The Dissecting Room . . . June 1998
Why It’s Great To Be Dr. Watson
No man in history ever got away with as much as John H. Watson, M.D.
Modern Americans may marvel at the ability of their president to face scandal after scandal and remain popular, but even “Slick Willy” Clinton can’t keep up with the teflon coating on “Slick Johnny” Watson when it comes to escaping public ridicule for one’s mistakes.
The mistakes are there, yes, indeed. We know that for a fact. In the course of a mere sixty cases, Watson is married one minute, single the next. He’s nursing a wounded leg one minute, and reckoned “fleet of foot” the next. He investigates a crime near Esher, England with a partner that is supposedly half a world away in Tibet and dead to the world. And he innocently tells us that a dead and gone master criminal is entertaining Scotland Yard men with a lamp and a globe.
Yes, the mistakes are there.
But Dr. Watson’s readers not only tolerate these shortcomings — they revel in them. Where anyone else’s readers would make red-faced excuses and try to shove their favorite author’s mistakes under the carpet, Watson’s following boldly launches into entire treatises that they publish and circulate, as if proud of Watson’s foibles.
And if Watson had gone so far as to have a rather sordid affair with one of Mrs. Hudson’s maids (the closest thing to an intern at 221B) would it have mat-tered? If the doctor chose to drink to excess, messing up the details of a case or two after he had imbibed a case or two, would that have made a difference?
For if you look for the one true rea-son that Dr. Watson is so popular, you will also find out the one thing he could have done to lose his teflon coating.
Suppose Watson had been on a drinking binge when Sherlock Holmes decided to test the mysterious talc on the lamp in “Devil’s Foot.” Or suppose Watson had been off on a wild weekend with the downstairs maid when Holmes was lying ill at the Hotel Dulong. Or suppose he had moved away from Baker Street with the first wife he found, never to return.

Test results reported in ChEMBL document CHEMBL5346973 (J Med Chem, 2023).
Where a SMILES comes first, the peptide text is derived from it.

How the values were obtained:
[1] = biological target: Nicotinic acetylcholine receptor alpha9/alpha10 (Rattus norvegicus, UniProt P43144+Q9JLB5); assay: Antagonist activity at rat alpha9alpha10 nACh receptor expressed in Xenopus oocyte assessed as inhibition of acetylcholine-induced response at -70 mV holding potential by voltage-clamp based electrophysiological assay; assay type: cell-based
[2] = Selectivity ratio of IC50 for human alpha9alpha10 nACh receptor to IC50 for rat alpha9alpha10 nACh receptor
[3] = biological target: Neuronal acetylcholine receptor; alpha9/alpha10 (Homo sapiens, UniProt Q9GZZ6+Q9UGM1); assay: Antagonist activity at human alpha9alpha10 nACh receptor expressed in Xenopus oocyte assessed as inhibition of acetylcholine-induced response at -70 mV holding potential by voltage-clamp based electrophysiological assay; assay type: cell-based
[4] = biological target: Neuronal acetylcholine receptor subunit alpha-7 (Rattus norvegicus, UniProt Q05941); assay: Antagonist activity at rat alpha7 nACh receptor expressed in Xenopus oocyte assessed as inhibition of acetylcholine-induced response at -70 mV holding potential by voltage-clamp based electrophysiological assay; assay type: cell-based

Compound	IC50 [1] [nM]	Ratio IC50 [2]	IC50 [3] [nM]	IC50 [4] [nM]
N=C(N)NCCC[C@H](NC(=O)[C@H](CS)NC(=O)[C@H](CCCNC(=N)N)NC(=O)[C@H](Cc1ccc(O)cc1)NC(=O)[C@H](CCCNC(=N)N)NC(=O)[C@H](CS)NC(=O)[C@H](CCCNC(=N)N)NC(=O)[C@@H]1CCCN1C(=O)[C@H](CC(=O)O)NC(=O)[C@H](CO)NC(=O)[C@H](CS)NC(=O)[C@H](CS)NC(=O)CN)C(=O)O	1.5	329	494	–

Envisioning any of these scenarios gives us a quick perspective on the primary attraction of John H. Watson. It’s not his “everyman” quality. It’s not his charming prose. It’s the friend thing.
We like John H. Watson because he is the best friend a man ever had. Sure, we may call dogs “man’s best friend,” but that’s only because we don’t have a Watson in every household in America. Watson is reliable, caring, and has an unquestioning loyalty that even a faithful dog would have trouble keeping up with.
And we tend to think of Watson as our friend, as well as the friend of Sherlock Holmes, with good reason. A man who could tolerate the strange habits of a Sherlock Holmes and remain loyal and true would have little problem befriending those of us who don’t inject cocaine on occasion or shoot up the walls. He, like so many of our fellow Sherlockians, is simply a friend we haven’t met yet... yet one we know so well.
He’s worth knowing well, too. Can even the most meticulous student of the Holmes Canon among us find even one instance where Watson had anything but the best intentions? He’s never petty or mean, selfish, or pursuing anything but the good of his fellow man.
What more could anyone ask for in a friend?
And the thing about our friends . . . we tend to defend them to the bitter end. Even if they make mistakes. Even if they seem a bit addled on occasion. Even if they foul up the chronology of what should have been a series of lectures on the art of the consulting detective.
There’s a lesson in all this, of course, for those who think this monthly sermon should have a lesson: Being a good friend can make up for a boatload of mistakes.
None of us are quite at Watson’s level, it is true. If you misplace a spouse, your friends probably aren’t going to come up with the sort of stories we’ve come up with to explain Watson’s recurring bachelorhood (and thank heavens your friends aren ‘t going to come up with such stories!). But mistakes are going to happen, and you might want to have the best insurance policy going.
While it may sometimes seem really great to be like Sherlock Holmes, being like Watson may actually be the best way to go. Sure, Holmes had to have made fewer mistakes than Watson in the course of his life ... he was a genius, of course, and wise in the ways of the world as well. But Watson, good old Watson, has been forgiven for so many mistakes that when the final accounting comes at the Pearly Gates he’ll probably get to use the express line, while his friend Holmes is left waiting with the rest of us.
(Printed in Plugs & Dottles, June 1998)